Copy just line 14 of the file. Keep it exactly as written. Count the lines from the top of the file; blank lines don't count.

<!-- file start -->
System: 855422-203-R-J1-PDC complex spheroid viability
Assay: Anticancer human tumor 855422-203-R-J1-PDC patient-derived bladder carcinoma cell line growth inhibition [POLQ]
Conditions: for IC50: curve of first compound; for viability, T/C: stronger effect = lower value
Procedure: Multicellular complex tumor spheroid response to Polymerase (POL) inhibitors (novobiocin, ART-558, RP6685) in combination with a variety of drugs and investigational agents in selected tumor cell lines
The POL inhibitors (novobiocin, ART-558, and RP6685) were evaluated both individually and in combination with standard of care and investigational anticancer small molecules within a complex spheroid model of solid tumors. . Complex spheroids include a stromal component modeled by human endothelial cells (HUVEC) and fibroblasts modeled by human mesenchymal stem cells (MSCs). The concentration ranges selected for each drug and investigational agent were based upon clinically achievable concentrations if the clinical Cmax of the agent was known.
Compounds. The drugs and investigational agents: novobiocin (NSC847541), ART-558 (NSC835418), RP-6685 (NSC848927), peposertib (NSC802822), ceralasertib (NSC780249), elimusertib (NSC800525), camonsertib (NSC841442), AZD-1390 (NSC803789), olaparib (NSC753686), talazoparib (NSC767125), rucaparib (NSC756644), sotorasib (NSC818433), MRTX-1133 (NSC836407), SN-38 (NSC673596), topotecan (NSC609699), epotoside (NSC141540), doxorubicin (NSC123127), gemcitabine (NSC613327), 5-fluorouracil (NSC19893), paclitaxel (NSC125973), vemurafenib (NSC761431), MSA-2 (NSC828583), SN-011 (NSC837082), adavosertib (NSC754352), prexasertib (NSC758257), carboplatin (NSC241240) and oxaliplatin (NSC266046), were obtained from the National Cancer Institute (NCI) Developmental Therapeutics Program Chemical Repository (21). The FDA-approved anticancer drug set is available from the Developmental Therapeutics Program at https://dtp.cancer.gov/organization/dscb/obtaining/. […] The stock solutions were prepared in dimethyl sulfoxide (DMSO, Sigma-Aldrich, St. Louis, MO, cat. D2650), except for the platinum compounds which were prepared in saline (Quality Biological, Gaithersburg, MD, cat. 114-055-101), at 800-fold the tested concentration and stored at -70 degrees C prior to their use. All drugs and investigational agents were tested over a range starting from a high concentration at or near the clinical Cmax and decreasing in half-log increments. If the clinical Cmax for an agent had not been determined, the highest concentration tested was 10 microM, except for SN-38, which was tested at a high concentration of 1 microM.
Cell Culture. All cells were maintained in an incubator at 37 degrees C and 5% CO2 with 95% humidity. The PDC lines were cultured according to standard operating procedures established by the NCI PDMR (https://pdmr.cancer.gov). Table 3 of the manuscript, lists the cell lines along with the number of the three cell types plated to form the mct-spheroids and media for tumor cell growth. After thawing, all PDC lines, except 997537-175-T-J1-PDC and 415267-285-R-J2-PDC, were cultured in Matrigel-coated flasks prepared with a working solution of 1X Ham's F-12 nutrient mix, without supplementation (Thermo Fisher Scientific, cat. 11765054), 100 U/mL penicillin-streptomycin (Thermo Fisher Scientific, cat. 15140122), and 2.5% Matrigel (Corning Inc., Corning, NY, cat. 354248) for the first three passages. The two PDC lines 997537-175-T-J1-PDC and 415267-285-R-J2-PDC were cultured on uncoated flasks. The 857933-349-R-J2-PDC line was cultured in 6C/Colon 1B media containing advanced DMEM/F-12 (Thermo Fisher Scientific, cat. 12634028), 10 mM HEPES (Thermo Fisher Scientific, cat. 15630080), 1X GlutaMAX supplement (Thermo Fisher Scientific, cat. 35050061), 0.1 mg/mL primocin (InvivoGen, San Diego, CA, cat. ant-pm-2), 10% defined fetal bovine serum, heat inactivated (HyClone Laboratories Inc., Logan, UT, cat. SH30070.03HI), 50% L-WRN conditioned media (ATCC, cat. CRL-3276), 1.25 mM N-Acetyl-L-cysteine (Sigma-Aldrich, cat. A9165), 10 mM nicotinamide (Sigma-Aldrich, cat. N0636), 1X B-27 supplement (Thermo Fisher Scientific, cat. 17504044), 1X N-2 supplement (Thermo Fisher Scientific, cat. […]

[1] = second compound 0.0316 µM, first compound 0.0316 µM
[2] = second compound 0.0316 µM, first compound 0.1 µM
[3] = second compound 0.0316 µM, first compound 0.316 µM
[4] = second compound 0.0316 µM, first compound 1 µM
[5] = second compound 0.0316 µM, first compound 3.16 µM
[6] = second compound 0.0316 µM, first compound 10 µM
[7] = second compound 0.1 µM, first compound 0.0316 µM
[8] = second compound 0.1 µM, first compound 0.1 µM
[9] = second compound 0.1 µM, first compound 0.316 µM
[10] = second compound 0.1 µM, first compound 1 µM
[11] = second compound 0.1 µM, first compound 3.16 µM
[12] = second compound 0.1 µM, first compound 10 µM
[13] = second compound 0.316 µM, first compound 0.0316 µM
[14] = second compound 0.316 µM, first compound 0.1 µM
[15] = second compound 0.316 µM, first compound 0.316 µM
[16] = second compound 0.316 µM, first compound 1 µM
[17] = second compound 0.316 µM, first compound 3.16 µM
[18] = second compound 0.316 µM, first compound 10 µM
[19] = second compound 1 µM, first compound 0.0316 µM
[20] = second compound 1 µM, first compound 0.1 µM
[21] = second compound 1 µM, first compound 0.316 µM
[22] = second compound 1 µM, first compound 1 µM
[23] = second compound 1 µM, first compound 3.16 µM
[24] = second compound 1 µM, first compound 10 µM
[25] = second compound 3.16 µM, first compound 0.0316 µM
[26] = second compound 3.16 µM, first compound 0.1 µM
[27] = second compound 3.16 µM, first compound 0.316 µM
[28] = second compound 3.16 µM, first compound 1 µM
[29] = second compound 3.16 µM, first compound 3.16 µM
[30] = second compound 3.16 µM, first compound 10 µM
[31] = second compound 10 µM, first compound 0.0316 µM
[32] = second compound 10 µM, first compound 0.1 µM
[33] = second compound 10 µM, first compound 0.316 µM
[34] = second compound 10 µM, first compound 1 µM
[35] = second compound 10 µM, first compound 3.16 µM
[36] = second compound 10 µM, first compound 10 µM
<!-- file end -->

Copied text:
[7] = second compound 0.1 µM, first compound 0.0316 µM